Jesus knows.  He makes a promise:  I will go before you.  When you can’t help but to run away, I’ll be waiting to greet you wherever you go.  When you stumble, I’ll be beside you to help you up.  Though you deny me – and you will – I will never deny you.

-Teressa Clark, 2019

Lenten Reflections 2019:  Following Jesus from the Mount of Olives to the Tomb ~ Day 28

Lent.27: Poured Out

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Mark 14:22-26

While they were eating, Jesus took bread, blessed it, broke it, and gave it to them, and said, “Take; this is my body.” He took a cup, gave thanks, and gave it to them, and they all drank from it. He said to them, “This is my blood of the covenant, which is poured out for many. I assure you that I won’t drink wine again until that day when I drink it in a new way in God’s kingdom.”

After singing songs of praise, they went out to the Mount of Olives.

Mark 14:22-26, Common English Bible (c) 2011

What intimacy!  Jesus has just told the disciples one of the Twelve will betray him.  Now this … taking, blessing, breaking, and giving bread … feeding body and soul … sharing the one cup.

What strange words!  “My blood … poured out.”  Jesus has no doubt about how things will end.  He has associated with, stood up for and spoken out on behalf of nobodies – the sick, the lame, the deaf, the mute, the blind – and outsiders – women, Samaritans, tax collectors.  He is aware he has angered religious and political leaders.  He knows what happens to people like him, to those who stir up trouble.

And then …. songs of praise?  They sing.  Music, drawing the community close.  Lyrics, spelling out what is most important.  Melody, harmony, rhythm, descant – embodying complex emotion and scattered thought.

-Teressa Clark, 2019

Lenten Reflections 2019:  Following Jesus from the Mount of Olives to the Tomb ~ Day 27

 

Lent.26: Saddened

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Mark 14:17-21

That evening, Jesus arrived with the Twelve. During the meal, Jesus said, “I assure you that one of you will betray me—someone eating with me.”

Deeply saddened, they asked him, one by one, “It’s not me, is it?”

Jesus answered, “It’s one of the Twelve, one who is dipping bread with me into this bowl. The Human One[b] goes to his death just as it is written about him. But how terrible it is for that person who betrays the Human One! [c] It would have been better for him if he had never been born.”

[b] [c] Or Son of Man

Mark 14:17-21, Common English Bible (c) 2011

Two disciples have gone ahead and prepared the Passover meal (see yesterday’s reading).  “Jesus and the Twelve” arrive that evening.  If nothing else, this tells us that there were more than twelve disciples!  Jesus’ disciples have always included the unnamed.  Whenever neither name nor gender is given, I’m inclined to think a woman is faithfully, boldly following Jesus.

Are they “deeply saddened” because one among them would betray Jesus?  Or because Jesus will be betrayed?  Are they saddened by their own doubts, their own level of willingness to remain with Jesus if things turn out badly, their own shaky commitment to his way of life?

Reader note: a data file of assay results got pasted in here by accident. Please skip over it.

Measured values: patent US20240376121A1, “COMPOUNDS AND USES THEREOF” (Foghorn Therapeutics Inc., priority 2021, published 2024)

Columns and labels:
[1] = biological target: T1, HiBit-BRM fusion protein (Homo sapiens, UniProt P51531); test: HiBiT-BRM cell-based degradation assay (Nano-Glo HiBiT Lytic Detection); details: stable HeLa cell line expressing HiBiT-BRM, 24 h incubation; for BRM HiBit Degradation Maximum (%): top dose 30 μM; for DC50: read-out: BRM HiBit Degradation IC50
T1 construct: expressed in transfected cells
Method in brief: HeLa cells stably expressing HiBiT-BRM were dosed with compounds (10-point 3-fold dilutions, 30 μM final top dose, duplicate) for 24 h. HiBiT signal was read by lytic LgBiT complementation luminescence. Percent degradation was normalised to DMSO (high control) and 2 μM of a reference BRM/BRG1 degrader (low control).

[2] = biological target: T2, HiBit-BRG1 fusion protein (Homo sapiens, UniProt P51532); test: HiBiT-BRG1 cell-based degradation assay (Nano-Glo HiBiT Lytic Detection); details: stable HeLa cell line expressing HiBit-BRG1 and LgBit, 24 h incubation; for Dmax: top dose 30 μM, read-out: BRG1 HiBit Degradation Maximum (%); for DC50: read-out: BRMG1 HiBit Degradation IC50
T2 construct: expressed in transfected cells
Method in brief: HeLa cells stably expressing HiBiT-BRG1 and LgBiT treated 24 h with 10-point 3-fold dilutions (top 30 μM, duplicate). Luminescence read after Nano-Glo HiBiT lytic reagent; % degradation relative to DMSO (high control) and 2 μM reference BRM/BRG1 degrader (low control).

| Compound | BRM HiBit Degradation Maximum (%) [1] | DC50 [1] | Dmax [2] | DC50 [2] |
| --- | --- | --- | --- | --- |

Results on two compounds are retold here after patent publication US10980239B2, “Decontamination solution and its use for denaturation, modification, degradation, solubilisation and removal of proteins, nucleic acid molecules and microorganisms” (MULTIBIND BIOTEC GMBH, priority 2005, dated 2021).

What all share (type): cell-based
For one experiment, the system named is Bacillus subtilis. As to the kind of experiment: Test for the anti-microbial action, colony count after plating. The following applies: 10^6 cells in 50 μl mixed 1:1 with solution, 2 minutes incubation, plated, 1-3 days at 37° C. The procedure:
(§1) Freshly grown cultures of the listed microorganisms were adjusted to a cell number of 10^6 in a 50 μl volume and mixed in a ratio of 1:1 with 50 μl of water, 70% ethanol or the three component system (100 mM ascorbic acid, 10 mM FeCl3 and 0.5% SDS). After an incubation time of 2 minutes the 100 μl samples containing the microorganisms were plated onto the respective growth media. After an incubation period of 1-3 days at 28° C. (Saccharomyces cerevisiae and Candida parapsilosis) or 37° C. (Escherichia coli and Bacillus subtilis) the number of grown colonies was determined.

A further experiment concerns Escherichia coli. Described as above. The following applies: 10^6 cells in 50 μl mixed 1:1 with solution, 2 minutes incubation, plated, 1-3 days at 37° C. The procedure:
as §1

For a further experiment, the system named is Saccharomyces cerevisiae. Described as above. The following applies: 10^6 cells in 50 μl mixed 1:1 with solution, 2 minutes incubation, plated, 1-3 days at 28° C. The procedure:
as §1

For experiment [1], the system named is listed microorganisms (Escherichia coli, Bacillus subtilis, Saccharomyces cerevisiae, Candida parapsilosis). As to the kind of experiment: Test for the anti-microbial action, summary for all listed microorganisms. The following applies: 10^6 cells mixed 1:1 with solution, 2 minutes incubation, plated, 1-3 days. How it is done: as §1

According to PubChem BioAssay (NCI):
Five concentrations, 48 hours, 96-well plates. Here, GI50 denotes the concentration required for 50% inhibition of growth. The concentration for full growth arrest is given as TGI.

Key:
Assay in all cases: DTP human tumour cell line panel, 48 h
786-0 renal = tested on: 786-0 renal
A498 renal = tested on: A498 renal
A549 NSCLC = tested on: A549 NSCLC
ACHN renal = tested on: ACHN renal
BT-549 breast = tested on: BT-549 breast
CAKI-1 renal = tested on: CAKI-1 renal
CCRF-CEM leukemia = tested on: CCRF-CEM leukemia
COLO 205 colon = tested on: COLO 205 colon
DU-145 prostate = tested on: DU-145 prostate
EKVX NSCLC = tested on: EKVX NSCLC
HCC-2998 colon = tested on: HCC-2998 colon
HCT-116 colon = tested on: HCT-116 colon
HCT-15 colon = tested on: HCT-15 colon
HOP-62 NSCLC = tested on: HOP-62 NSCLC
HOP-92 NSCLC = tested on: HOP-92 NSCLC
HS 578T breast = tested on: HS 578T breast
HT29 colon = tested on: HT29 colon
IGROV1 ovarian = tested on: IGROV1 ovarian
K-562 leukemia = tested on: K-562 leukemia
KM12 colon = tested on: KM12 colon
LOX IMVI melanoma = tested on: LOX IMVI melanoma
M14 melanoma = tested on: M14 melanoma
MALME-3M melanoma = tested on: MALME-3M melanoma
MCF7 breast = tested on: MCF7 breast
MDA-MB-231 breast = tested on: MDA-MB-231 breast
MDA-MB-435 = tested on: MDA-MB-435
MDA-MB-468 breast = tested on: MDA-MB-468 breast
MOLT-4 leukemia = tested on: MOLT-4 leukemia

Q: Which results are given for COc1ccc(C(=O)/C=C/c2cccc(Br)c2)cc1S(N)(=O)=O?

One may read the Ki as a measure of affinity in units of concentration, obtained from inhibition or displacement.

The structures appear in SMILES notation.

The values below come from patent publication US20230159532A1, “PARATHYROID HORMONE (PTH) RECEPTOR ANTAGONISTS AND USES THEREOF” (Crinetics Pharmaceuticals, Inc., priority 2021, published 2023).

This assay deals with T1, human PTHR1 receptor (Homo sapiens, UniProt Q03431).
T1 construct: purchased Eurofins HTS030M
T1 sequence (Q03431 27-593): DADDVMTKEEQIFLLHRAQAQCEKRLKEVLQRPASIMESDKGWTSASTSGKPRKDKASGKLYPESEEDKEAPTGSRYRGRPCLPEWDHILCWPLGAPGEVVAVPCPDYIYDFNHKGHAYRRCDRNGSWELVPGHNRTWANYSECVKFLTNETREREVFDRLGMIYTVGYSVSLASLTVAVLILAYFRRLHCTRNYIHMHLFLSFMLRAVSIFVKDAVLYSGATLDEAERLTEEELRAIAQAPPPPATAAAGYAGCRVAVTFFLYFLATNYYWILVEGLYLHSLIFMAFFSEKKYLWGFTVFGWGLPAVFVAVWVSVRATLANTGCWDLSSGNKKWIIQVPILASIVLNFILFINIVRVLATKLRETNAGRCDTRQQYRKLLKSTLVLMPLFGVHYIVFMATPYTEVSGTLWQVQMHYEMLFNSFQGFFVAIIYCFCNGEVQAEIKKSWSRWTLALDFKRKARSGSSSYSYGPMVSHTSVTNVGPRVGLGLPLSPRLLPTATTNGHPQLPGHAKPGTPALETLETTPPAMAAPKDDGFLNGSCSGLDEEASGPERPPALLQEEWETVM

When it comes to faith and life, what deeply saddens you?

-Teressa Clark, 2019

Lenten Reflections 2019:  Following Jesus from the Mount of Olives to the Tomb ~ Day 26

 

Lent.25: Preparation

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Mark 14:12-16

On the first day of the Festival of Unleavened Bread, when the Passover lamb was sacrificed, the disciples said to Jesus, “Where do you want us to prepare for you to eat the Passover meal?”

He sent two of his disciples and said to them, “Go into the city. A man carrying a water jar will meet you. Follow him. Wherever he enters, say to the owner of the house, ‘The teacher asks, “Where is my guest room where I can eat the Passover meal with my disciples?”’ He will show you a large room upstairs already furnished. Prepare for us there.” The disciples left, came into the city, found everything just as he had told them, and they prepared the Passover meal.

Mark 14:12-16, Common English Bible (c) 2011

Think of a significant annual celebration that involves a dinner laden with tradition.  Consider all the details:  from guests to menu to shopping to food preparation to setting the table.   Move the meal from the familiar place where it is always celebrated to a busy city crowded with people who are planning the very same thing.

The Passover is a celebration of God making a way when there seems to be no way.  A band of slaves in Egypt follows Moses’ directives (which had come from God).  Death, the tenth plague, passed over their homes while killing the first born of every Egyptian family.  The pharaoh finally wakes up and orders them out of Egypt.  A way is made to cross the Red Sea (Exodus 14); Moses, Miriam, and others break into song (Exodus 15).  The remembrance of it becomes an annual event.

Two of the disciples are ready, asking Jesus where they should prepare.  Surely someone among their traveling companions has relatives or other connections in the city.  To our surprise, Jesus doesn’t give them an address or even a name.  He tells them to follow a man with a water jar.  They do.  A way is made.